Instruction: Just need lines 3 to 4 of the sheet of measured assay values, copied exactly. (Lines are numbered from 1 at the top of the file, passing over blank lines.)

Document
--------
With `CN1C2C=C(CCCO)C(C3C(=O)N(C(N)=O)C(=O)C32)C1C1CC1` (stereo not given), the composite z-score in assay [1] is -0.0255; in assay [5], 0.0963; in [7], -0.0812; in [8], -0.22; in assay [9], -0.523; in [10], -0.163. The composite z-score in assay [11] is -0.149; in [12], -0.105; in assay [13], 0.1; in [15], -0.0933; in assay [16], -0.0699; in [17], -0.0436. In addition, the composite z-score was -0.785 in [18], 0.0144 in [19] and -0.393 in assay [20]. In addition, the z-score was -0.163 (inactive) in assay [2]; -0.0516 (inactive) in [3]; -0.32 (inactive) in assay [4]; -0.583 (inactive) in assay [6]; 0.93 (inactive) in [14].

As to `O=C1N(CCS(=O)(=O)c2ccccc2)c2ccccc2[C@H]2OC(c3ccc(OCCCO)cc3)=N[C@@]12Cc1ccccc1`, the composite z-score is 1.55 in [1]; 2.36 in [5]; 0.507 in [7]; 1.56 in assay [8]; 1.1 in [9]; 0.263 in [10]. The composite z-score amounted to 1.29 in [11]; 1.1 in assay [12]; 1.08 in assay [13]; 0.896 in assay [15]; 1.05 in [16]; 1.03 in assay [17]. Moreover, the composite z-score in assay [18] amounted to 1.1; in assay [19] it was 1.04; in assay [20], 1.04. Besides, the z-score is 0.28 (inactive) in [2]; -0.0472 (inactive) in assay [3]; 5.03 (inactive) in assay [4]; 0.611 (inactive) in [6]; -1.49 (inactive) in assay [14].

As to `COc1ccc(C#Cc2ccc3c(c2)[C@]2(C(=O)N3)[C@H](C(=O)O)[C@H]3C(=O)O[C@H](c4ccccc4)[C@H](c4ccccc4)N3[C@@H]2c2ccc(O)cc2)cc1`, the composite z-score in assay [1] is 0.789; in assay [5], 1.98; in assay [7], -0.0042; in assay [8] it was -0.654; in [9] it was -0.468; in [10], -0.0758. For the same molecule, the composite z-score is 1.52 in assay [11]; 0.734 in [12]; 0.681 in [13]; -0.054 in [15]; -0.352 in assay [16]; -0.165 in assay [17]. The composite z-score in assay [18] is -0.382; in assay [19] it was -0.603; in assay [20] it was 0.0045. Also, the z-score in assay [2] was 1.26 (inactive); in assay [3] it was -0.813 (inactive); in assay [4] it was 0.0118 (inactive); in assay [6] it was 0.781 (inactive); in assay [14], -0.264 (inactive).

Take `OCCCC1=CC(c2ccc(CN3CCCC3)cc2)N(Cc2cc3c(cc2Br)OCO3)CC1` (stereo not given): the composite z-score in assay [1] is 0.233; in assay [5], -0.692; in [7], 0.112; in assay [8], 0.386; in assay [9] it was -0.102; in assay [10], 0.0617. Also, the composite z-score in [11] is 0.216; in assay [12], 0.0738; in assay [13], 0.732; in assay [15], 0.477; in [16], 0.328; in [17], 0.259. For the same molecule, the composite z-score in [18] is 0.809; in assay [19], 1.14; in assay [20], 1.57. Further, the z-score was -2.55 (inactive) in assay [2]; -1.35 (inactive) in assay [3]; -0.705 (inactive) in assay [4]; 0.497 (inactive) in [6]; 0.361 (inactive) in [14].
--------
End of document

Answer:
As to `COc1ccc(C#Cc2ccc3c(c2)[C@]2(C(=O)N3)[C@H](C(=O)O)[C@H]3C(=O)O[C@H](c4ccccc4)[C@H](c4ccccc4)N3[C@@H]2c2ccc(O)cc2)cc1`, the composite z-score in assay [1] is 0.789; in assay [5], 1.98; in assay [7], -0.0042; in assay [8] it was -0.654; in [9] it was -0.468; in [10], -0.0758. For the same molecule, the composite z-score is 1.52 in assay [11]; 0.734 in [12]; 0.681 in [13]; -0.054 in [15]; -0.352 in assay [16]; -0.165 in assay [17]. The composite z-score in assay [18] is -0.382; in assay [19] it was -0.603; in assay [20] it was 0.0045. Also, the z-score in assay [2] was 1.26 (inactive); in assay [3] it was -0.813 (inactive); in assay [4] it was 0.0118 (inactive); in assay [6] it was 0.781 (inactive); in assay [14], -0.264 (inactive).

Take `OCCCC1=CC(c2ccc(CN3CCCC3)cc2)N(Cc2cc3c(cc2Br)OCO3)CC1` (stereo not given): the composite z-score in assay [1] is 0.233; in assay [5], -0.692; in [7], 0.112; in assay [8], 0.386; in assay [9] it was -0.102; in assay [10], 0.0617. Also, the composite z-score in [11] is 0.216; in assay [12], 0.0738; in assay [13], 0.732; in assay [15], 0.477; in [16], 0.328; in [17], 0.259. For the same molecule, the composite z-score in [18] is 0.809; in assay [19], 1.14; in assay [20], 1.57. Further, the z-score was -2.55 (inactive) in assay [2]; -1.35 (inactive) in assay [3]; -0.705 (inactive) in assay [4]; 0.497 (inactive) in [6]; 0.361 (inactive) in [14].